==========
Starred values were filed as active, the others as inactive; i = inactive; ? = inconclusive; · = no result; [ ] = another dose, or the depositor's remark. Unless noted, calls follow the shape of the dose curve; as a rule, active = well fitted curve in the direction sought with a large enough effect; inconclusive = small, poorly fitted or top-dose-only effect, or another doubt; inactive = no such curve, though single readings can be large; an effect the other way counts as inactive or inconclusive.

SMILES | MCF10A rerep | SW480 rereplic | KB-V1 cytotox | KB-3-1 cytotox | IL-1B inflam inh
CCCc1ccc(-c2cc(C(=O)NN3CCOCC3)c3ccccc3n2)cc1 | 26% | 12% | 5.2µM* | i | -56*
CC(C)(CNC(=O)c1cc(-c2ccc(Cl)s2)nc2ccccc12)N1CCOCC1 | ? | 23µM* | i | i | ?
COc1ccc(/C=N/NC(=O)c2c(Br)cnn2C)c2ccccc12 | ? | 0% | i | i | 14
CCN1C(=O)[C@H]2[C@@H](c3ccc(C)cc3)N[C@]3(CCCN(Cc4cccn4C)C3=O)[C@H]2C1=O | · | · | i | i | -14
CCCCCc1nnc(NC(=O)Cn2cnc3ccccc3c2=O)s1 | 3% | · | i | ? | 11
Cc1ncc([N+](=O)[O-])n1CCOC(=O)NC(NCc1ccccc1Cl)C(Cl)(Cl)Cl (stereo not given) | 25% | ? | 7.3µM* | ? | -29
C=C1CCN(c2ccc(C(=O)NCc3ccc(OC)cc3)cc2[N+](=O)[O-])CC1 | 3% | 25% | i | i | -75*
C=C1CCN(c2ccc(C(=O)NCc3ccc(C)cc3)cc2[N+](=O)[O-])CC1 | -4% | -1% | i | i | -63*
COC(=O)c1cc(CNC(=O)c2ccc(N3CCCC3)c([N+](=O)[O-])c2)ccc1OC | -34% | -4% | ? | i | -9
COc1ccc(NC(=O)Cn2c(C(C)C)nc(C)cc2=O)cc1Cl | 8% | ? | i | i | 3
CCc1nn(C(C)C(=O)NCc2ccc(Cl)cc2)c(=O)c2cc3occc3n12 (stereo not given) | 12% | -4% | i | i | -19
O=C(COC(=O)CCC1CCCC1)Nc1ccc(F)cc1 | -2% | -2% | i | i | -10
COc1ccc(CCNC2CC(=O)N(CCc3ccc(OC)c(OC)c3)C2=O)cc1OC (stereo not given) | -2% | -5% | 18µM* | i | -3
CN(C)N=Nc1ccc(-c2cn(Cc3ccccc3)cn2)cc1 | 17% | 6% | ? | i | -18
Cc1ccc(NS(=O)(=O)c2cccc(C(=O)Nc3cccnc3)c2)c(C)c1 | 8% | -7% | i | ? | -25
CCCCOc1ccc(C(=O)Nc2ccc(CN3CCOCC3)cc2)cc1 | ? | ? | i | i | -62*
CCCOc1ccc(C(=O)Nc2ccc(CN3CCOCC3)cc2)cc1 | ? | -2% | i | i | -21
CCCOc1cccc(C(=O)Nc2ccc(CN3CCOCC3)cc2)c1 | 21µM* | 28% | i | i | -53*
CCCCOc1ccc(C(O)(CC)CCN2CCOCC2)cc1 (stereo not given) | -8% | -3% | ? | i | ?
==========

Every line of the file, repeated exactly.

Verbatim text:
Starred values were filed as active, the others as inactive; i = inactive; ? = inconclusive; · = no result; [ ] = another dose, or the depositor's remark. Unless noted, calls follow the shape of the dose curve; as a rule, active = well fitted curve in the direction sought with a large enough effect; inconclusive = small, poorly fitted or top-dose-only effect, or another doubt; inactive = no such curve, though single readings can be large; an effect the other way counts as inactive or inconclusive.

SMILES | MCF10A rerep | SW480 rereplic | KB-V1 cytotox | KB-3-1 cytotox | IL-1B inflam inh
CCCc1ccc(-c2cc(C(=O)NN3CCOCC3)c3ccccc3n2)cc1 | 26% | 12% | 5.2µM* | i | -56*
CC(C)(CNC(=O)c1cc(-c2ccc(Cl)s2)nc2ccccc12)N1CCOCC1 | ? | 23µM* | i | i | ?
COc1ccc(/C=N/NC(=O)c2c(Br)cnn2C)c2ccccc12 | ? | 0% | i | i | 14
CCN1C(=O)[C@H]2[C@@H](c3ccc(C)cc3)N[C@]3(CCCN(Cc4cccn4C)C3=O)[C@H]2C1=O | · | · | i | i | -14
CCCCCc1nnc(NC(=O)Cn2cnc3ccccc3c2=O)s1 | 3% | · | i | ? | 11
Cc1ncc([N+](=O)[O-])n1CCOC(=O)NC(NCc1ccccc1Cl)C(Cl)(Cl)Cl (stereo not given) | 25% | ? | 7.3µM* | ? | -29
C=C1CCN(c2ccc(C(=O)NCc3ccc(OC)cc3)cc2[N+](=O)[O-])CC1 | 3% | 25% | i | i | -75*
C=C1CCN(c2ccc(C(=O)NCc3ccc(C)cc3)cc2[N+](=O)[O-])CC1 | -4% | -1% | i | i | -63*
COC(=O)c1cc(CNC(=O)c2ccc(N3CCCC3)c([N+](=O)[O-])c2)ccc1OC | -34% | -4% | ? | i | -9
COc1ccc(NC(=O)Cn2c(C(C)C)nc(C)cc2=O)cc1Cl | 8% | ? | i | i | 3
CCc1nn(C(C)C(=O)NCc2ccc(Cl)cc2)c(=O)c2cc3occc3n12 (stereo not given) | 12% | -4% | i | i | -19
O=C(COC(=O)CCC1CCCC1)Nc1ccc(F)cc1 | -2% | -2% | i | i | -10
COc1ccc(CCNC2CC(=O)N(CCc3ccc(OC)c(OC)c3)C2=O)cc1OC (stereo not given) | -2% | -5% | 18µM* | i | -3
CN(C)N=Nc1ccc(-c2cn(Cc3ccccc3)cn2)cc1 | 17% | 6% | ? | i | -18
Cc1ccc(NS(=O)(=O)c2cccc(C(=O)Nc3cccnc3)c2)c(C)c1 | 8% | -7% | i | ? | -25
CCCCOc1ccc(C(=O)Nc2ccc(CN3CCOCC3)cc2)cc1 | ? | ? | i | i | -62*
CCCOc1ccc(C(=O)Nc2ccc(CN3CCOCC3)cc2)cc1 | ? | -2% | i | i | -21
CCCOc1cccc(C(=O)Nc2ccc(CN3CCOCC3)cc2)c1 | 21µM* | 28% | i | i | -53*
CCCCOc1ccc(C(O)(CC)CCN2CCOCC2)cc1 (stereo not given) | -8% | -3% | ? | i | ?